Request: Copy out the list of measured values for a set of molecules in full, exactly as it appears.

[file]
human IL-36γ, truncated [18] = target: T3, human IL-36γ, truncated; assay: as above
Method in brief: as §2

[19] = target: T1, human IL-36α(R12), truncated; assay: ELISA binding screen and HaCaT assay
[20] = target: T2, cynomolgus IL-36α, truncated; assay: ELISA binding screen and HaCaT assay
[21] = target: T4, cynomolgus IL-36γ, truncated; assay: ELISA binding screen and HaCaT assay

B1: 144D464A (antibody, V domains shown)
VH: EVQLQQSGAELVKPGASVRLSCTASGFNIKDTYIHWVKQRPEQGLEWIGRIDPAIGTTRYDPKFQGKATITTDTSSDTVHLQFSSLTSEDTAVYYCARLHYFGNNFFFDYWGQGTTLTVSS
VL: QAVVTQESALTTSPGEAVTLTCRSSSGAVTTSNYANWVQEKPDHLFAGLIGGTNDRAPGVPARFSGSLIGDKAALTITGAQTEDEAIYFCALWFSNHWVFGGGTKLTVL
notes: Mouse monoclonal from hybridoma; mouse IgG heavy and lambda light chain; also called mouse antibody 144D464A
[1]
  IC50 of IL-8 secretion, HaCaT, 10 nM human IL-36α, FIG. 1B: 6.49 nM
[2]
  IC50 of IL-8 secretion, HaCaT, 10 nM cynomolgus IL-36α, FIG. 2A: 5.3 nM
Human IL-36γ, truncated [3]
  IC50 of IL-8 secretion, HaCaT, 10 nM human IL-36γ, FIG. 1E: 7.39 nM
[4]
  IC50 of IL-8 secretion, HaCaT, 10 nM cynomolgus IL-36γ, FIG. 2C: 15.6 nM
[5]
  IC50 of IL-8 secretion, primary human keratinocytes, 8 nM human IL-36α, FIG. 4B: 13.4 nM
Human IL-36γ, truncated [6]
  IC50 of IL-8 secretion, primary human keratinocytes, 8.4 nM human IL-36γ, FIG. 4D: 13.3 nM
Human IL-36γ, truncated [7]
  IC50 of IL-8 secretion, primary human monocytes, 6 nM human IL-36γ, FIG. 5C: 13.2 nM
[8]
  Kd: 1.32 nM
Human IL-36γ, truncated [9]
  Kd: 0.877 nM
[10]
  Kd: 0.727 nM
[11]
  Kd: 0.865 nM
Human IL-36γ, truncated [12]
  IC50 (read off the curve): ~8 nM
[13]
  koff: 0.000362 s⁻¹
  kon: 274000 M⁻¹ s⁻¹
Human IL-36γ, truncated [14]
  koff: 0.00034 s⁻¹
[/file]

human IL-36γ, truncated [18] = target: T3, human IL-36γ, truncated; assay: as above
Method in brief: as §2

[19] = target: T1, human IL-36α(R12), truncated; assay: ELISA binding screen and HaCaT assay
[20] = target: T2, cynomolgus IL-36α, truncated; assay: ELISA binding screen and HaCaT assay
[21] = target: T4, cynomolgus IL-36γ, truncated; assay: ELISA binding screen and HaCaT assay

B1: 144D464A (antibody, V domains shown)
VH: EVQLQQSGAELVKPGASVRLSCTASGFNIKDTYIHWVKQRPEQGLEWIGRIDPAIGTTRYDPKFQGKATITTDTSSDTVHLQFSSLTSEDTAVYYCARLHYFGNNFFFDYWGQGTTLTVSS
VL: QAVVTQESALTTSPGEAVTLTCRSSSGAVTTSNYANWVQEKPDHLFAGLIGGTNDRAPGVPARFSGSLIGDKAALTITGAQTEDEAIYFCALWFSNHWVFGGGTKLTVL
notes: Mouse monoclonal from hybridoma; mouse IgG heavy and lambda light chain; also called mouse antibody 144D464A
[1]
  IC50 of IL-8 secretion, HaCaT, 10 nM human IL-36α, FIG. 1B: 6.49 nM
[2]
  IC50 of IL-8 secretion, HaCaT, 10 nM cynomolgus IL-36α, FIG. 2A: 5.3 nM
Human IL-36γ, truncated [3]
  IC50 of IL-8 secretion, HaCaT, 10 nM human IL-36γ, FIG. 1E: 7.39 nM
[4]
  IC50 of IL-8 secretion, HaCaT, 10 nM cynomolgus IL-36γ, FIG. 2C: 15.6 nM
[5]
  IC50 of IL-8 secretion, primary human keratinocytes, 8 nM human IL-36α, FIG. 4B: 13.4 nM
Human IL-36γ, truncated [6]
  IC50 of IL-8 secretion, primary human keratinocytes, 8.4 nM human IL-36γ, FIG. 4D: 13.3 nM
Human IL-36γ, truncated [7]
  IC50 of IL-8 secretion, primary human monocytes, 6 nM human IL-36γ, FIG. 5C: 13.2 nM
[8]
  Kd: 1.32 nM
Human IL-36γ, truncated [9]
  Kd: 0.877 nM
[10]
  Kd: 0.727 nM
[11]
  Kd: 0.865 nM
Human IL-36γ, truncated [12]
  IC50 (read off the curve): ~8 nM
[13]
  koff: 0.000362 s⁻¹
  kon: 274000 M⁻¹ s⁻¹
Human IL-36γ, truncated [14]
  koff: 0.00034 s⁻¹